The best cities often feature sprawling parks.
There's Central Park amid the skyscrapers of New York City. In St. Louis there's Forest Park, with its museums and outdoor entertainment. And in Chicago, of course, there's Lincoln Park with its zoo and acres of green space.
So it's not a surprise that a town like Lisle would use the same concept, scaled to the size of the community.
PrairieWalk Pond and Dragonfly Landing are the endearing names given to the village's oasis on the west side of downtown between Garfield Avenue and Route 53.
"This is a great place to sketch, read a book, meditate, meet a friend for lunch or stroll along the paved paths, even with kids in strollers or a person in a wheelchair," said Barbara Plichta, who leads free tours around the park. "I've had amusing conversations with all the different people who come to visit."
The Lisle resident puts her years as a teacher to good use as she shares with guests her love of nature, gardening and Lisle.
Tours start under the Dragonfly Landing Entrance Arch that leads visitors past a landscaped dragonfly and into the children's area. The arch is the creative work of Chicago sculptor James Brenner.
For young visitors, there's a play and splash pad with cattail swingers, springy lily pads and colorful giant flower misters. The sprays are activated in four-minute intervals by a silver-colored button in the middle of the pad.
A green roof covered in varieties of blooming sedum shades a sitting area.
"The green roof actually cools all around it because it absorbs some of the heat in the area and holds rain water," Plichta said.
Tours begin at 10:30 a.m. Saturdays, May 5, June 2, July 14, Aug. 4 and Sept. 8, coinciding with the weekly Saturday outdoor French Market in downtown Lisle.
Amenities around the 4.5-acre award-winning recreational area include a lighted path around the pond, a charming gazebo with wood shake roof and hundreds of colorful native plantings. The village's prairie style is repeated on wrought iron benches, light poles and attractive trash containers.
The paved path is roughly a third of a mile, so three times around the pond would equal one mile for exercise-minded visitors.
The area serves as a beacon of sustainability. Informative signs tell visitors about the area's plants, preserved wetlands and floodplain/stormwater management. With a picturesque network of paths and open space, the central focus is a 2-acre man-made pond.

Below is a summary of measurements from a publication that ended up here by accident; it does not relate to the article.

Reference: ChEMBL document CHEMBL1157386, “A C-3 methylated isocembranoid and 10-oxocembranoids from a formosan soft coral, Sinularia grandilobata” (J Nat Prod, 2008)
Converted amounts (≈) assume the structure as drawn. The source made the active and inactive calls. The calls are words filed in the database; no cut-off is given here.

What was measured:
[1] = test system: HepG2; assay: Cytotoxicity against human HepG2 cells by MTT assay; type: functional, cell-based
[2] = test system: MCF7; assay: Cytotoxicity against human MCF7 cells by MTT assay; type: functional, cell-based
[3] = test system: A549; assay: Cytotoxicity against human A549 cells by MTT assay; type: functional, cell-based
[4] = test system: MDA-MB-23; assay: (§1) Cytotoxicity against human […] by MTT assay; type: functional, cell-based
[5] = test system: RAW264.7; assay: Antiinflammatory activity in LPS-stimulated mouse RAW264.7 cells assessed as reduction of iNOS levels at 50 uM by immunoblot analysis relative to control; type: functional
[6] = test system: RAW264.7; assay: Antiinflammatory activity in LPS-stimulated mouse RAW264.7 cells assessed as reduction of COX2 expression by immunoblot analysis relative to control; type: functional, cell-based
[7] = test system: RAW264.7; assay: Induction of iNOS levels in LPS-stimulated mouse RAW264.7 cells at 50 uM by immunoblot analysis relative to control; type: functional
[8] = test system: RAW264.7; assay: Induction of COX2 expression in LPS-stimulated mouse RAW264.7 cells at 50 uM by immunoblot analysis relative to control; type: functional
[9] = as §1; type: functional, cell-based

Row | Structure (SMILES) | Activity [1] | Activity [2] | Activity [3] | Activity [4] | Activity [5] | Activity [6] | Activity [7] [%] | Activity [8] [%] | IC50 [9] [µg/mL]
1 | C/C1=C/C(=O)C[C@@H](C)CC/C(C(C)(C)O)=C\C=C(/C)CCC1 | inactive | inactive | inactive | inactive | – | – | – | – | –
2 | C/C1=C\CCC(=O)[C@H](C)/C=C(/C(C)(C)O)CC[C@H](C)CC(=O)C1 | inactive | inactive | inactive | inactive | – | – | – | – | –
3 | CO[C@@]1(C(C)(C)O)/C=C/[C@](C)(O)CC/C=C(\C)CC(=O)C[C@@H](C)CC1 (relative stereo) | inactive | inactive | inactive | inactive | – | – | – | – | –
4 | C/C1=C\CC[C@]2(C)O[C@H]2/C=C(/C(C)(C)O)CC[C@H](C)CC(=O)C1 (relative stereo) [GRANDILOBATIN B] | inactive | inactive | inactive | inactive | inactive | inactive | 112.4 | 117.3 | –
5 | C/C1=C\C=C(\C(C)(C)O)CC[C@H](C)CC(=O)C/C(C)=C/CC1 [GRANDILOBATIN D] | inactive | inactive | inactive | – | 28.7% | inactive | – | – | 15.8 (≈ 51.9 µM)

Eight feet deep, the pond holds roughly 3 million gallons of water. It was created to manage stormwater in the area and facilitate downtown drainage, Plichta explains. The Illinois Department of Natural Resources gave a $400,000 grant for open space acquisition and development.
In the Lisle redevelopment 1999 master plan, the 25 homes in this area on a flood plain were bought at fair-market value and leveled, explained the pond's tour guide.
Underground storm sewers channel the water to the East Branch of the DuPage River.
"During a heavy storm, the pond can rise 3½ feet," Plichta said. "The whole basin is lined with strategic deep-rooted plants with the purpose of sustainability to purify and filter the water so that it slowly releases cleaner water downstream."
Evergreen and ornamental trees grow on the perimeter of the natural area. Stone outcroppings accent curves in the shoreline and form scenic spots to view the pond.
In March, village Economic Development Director Catherine Schuster learned that the entire project won a 2011 Illinois Chapter of the American Landscape Architects Honor Award for Environmental Stewardship. Planning Resources Inc. in Wheaton designed the site.
Other awards the place received include: 2011 Chicago Wilderness Conservation and Native Landscaping Award, 2011 International Economic Development Council Excellence Award, and the 2009 Illinois Association for Floodplain and Stormwater Management Mitigation Award.
The green confines have more than 100 different native plants, grasses and shrubs in large sweeps of color and texture. A majestic silver maple -- 52 inches in diameter -- towers near the preserved wetlands. In proximity is a pair of bur oaks planted to commemorate 2010 Arbor Day, and this year's Arbor Day tree addition is a baldcypress.
The addition of a half-dozen bluebird houses this year are an Eagle Scout project by Michael Brotzman, 17, who hopes to attract bluebirds to the natural area.
The St. Joan of Arc Knights of Columbus keep the PrairieWalk Pond and Dragonfly Landing tidy. Nearly every day, a couple of the group's 12 volunteers pick up litter, monitor conditions, check for safety hazards and make sure the area is ready for guests, according to volunteer Dave Cascarano, the group's community project coordinator.
Free parking is available in the Garfield parking lot. Swimming, fishing or boating are not permitted in the pond.
At 11 a.m. Monday, June 4, costumed characters will help village officials open the park for the 2012 season. Plichta will give tours as visitors enjoy the sights and sounds of the pond's four streaming fountains that generate movement and texture in the water they aerate. In the warmer months the fountains are in color from 8 to 11 p.m. every night.
At Mayor Joseph Broda's annual State of the Village address earlier this year, he awarded Plichta and the St. Joan of Arc Knights of Columbus his Community Spirit Awards for their continuing volunteer efforts at PrairieWalk Pond.
Plichta plans to carry a large multicolored fabric flower leading her tours this year. She wants to make sure people will know to join her for a fun visit around the pond. She encourages residents and visitors alike to enjoy this wonderful area, and then take in a little shopping or catch a bite to eat at one of Lisle's downtown merchants.
• Joan Broz writes about Lisle twice a month in Neighbor.